Turkey, for sixth time, cuts water supply to 460,000 civilians in north Syria
ERBIL (Kurdistan 24) - For the sixth time since October, Turkish-backed armed groups on Wednesday cut the flow from the Alouk reservoir that supplies water to areas in northeastern Syria’s Hasakah province that are controlled by the Kurdish-led local government, depriving some 460,000 civilians in the region of the essential resource.
The local Hawar News Agency reported that workers had not entered the Alouk water station for ten days and the reason for the action was not immediately clear.
Speaking to the Syria-based Rojava Information Centre (RIC), an official from the local administration’s Directorate of Water, confirmed the news.
“The waterflow from Alouk was cut off for over a month after Turkey bombed the station on the first day of its offensive,” Thomas McClure, a Syria-based researcher at RIC, told Kurdistan 24.
“It was then restored, only to be cut off three times in February and March as a means of applying political pressure on the AANES (Autonomous Administration of North and East of Syria), and cut off again by Turkish shelling of the waterpipe at the end of March.”
“Today’s severance, confirmed by the Hasaka Water Bureau to RIC, therefore marks the sixth time Turkey has cut off water flow from Alouk to Hasaka,” he added.
The Alouk water station is near the border town of Ras al-Ain (Serekaniye), which Turkey and its militant proxies took over in October during Turkey’s so-called Peace Spring Operation.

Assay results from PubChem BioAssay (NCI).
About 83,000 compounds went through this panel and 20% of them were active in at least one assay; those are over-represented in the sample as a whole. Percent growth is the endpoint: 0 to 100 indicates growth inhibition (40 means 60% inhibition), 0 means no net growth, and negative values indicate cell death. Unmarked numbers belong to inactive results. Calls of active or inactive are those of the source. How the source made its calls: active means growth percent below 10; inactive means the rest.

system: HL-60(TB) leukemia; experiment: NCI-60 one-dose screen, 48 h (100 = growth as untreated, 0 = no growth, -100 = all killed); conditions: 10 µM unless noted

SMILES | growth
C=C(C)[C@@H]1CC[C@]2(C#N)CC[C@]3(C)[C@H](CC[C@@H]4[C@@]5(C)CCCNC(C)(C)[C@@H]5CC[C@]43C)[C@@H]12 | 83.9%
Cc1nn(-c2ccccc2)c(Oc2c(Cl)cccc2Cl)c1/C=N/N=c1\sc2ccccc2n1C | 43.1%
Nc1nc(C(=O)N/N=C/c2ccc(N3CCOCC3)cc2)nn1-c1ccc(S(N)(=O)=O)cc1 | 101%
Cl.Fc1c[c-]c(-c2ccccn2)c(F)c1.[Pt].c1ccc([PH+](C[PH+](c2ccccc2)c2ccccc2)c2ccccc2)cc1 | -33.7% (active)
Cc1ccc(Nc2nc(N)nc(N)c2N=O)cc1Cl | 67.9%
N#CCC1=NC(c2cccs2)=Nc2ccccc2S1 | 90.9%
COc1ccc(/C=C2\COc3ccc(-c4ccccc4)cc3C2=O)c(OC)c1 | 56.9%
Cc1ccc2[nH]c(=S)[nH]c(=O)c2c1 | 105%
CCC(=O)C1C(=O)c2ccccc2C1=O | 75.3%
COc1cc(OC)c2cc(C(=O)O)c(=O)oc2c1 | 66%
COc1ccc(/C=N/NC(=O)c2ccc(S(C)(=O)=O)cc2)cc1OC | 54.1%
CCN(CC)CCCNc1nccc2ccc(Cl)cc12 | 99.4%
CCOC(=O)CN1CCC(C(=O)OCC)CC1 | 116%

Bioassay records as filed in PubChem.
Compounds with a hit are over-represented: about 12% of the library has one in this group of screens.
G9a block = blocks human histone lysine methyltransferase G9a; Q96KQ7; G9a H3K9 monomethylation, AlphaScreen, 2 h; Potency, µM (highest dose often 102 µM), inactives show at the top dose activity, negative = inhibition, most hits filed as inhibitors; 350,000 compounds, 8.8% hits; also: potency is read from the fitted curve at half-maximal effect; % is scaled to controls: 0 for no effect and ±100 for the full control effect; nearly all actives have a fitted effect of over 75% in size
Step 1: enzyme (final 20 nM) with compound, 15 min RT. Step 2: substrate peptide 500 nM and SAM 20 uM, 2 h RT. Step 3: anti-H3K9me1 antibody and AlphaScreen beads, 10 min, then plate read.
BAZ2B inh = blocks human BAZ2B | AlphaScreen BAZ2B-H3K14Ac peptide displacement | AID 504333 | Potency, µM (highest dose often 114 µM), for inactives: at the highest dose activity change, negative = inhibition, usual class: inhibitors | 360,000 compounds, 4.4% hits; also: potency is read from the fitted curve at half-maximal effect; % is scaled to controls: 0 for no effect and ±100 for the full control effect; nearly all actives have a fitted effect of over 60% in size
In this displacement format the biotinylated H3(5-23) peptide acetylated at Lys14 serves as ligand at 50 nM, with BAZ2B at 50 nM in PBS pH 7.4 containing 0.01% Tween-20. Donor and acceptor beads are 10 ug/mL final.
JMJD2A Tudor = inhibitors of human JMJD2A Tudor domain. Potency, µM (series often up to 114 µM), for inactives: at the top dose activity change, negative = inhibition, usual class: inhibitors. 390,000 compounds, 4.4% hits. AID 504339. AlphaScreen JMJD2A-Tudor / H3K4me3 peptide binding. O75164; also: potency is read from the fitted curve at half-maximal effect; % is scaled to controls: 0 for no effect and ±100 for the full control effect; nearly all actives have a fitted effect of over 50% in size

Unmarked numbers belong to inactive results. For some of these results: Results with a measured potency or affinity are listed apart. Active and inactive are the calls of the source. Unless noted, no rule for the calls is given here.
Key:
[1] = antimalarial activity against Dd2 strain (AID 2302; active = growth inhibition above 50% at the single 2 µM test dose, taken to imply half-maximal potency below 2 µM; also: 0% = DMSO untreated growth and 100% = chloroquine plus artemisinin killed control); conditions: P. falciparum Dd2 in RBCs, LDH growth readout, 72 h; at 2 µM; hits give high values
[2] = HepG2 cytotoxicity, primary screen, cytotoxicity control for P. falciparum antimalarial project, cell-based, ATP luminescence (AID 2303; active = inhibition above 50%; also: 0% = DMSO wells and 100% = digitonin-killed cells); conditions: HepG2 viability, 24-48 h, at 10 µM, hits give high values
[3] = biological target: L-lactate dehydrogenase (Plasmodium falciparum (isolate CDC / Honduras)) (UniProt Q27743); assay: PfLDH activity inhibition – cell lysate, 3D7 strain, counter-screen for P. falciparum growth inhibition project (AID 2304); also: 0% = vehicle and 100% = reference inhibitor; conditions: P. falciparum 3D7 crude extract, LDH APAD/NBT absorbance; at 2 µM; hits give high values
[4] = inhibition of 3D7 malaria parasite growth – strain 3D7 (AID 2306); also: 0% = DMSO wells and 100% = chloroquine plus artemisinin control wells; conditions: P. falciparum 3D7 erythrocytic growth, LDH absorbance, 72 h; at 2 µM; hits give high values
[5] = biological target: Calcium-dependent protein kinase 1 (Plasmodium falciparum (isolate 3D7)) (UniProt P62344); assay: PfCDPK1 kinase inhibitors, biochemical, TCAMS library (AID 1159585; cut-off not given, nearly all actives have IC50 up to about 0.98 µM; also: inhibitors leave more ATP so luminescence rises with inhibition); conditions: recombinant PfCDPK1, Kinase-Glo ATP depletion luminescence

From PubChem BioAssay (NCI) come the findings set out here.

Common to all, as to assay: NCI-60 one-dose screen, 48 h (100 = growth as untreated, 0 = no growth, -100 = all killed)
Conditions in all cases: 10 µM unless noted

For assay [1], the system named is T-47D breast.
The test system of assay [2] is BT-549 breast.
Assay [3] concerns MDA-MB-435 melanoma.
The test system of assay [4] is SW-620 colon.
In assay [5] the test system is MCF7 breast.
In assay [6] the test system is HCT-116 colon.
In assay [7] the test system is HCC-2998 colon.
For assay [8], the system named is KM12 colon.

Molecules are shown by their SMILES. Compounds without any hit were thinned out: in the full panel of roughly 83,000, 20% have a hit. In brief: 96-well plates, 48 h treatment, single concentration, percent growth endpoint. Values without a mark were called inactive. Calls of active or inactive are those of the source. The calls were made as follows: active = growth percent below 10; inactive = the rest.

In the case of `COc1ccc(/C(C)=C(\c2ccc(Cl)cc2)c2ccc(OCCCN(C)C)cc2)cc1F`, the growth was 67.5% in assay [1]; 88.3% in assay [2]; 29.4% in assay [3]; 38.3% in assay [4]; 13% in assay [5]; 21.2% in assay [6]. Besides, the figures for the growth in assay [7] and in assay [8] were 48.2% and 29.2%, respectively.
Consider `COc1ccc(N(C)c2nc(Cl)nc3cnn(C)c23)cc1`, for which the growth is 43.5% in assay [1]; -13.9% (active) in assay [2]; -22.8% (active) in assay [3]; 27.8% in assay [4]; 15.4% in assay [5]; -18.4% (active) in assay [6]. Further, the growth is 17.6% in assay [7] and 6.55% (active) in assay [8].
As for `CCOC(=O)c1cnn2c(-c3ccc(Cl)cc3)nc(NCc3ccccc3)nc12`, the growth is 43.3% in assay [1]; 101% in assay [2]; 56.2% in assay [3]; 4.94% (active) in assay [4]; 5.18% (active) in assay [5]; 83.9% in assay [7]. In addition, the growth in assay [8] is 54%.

Under Russian mediation, though, Kurdish-led authorities in northeastern Syria have been providing electricity to the Turkish-occupied areas in exchange for water flow, but Turkish-backed groups have continued to repeatedly cut off water, demanding higher levels of power.
Furthermore, the Energy Directorate of the Autonomous administration in Hasakah on Monday accused Turkey of reducing water flow from Turkish dams, which limited the number of hours of electricity in northeastern Syria coming from dams under administration control.
The Water Directorate announced on March 24, that it was beginning to install a new water pumping station as an alternative to Alouk in al-Himme area, located to the west of Hasakah. It warned, however, that such a project would not be capable of providing anywhere near to replace Alouk and was being forced to look for additional water sources.
On March 23, UNICEF Representative in Syria Fran Equiza said the interruption “during the current efforts to curb the spread of the coronavirus disease puts children and families at unacceptable risk.”
Her sentiment echoed those of some vocal German officials and groups like Human Rights Watch (HRW), which warned in late March that “Turkish authorities’ failure to ensure adequate water supplies to Kurdish-held areas in Northeast Syria is compromising humanitarian agencies’ ability to prepare and protect vulnerable communities in the COVID-19 pandemic.”
On March 27, 49 Syrian civil society and human rights organizations also condemned the water interruption in a jointly signed statement.
“This intentional denial of water that the residents of these areas are suffering is a blatant violation of international humanitarian law and is a war crime,” the statement read.
The organizations called on UN agencies, as well as the United States and the European Union, to “pressure the Turkish Government to allow the provision of water to deprived areas.”
Editing by John J. Catherine